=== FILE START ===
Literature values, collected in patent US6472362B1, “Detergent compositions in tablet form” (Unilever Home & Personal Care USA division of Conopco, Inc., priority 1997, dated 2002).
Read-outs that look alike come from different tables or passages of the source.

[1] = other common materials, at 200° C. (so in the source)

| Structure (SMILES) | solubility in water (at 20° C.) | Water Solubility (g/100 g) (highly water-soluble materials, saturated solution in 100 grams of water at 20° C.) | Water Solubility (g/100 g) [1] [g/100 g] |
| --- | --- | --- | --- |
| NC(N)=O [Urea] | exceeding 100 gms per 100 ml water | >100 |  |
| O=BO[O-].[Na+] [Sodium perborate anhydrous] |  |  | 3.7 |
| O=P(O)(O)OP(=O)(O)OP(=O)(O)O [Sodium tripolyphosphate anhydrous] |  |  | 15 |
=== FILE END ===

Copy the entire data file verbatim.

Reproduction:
Literature values, collected in patent US6472362B1, “Detergent compositions in tablet form” (Unilever Home & Personal Care USA division of Conopco, Inc., priority 1997, dated 2002).
Read-outs that look alike come from different tables or passages of the source.

[1] = other common materials, at 200° C. (so in the source)

| Structure (SMILES) | solubility in water (at 20° C.) | Water Solubility (g/100 g) (highly water-soluble materials, saturated solution in 100 grams of water at 20° C.) | Water Solubility (g/100 g) [1] [g/100 g] |
| --- | --- | --- | --- |
| NC(N)=O [Urea] | exceeding 100 gms per 100 ml water | >100 |  |
| O=BO[O-].[Na+] [Sodium perborate anhydrous] |  |  | 3.7 |
| O=P(O)(O)OP(=O)(O)OP(=O)(O)O [Sodium tripolyphosphate anhydrous] |  |  | 15 |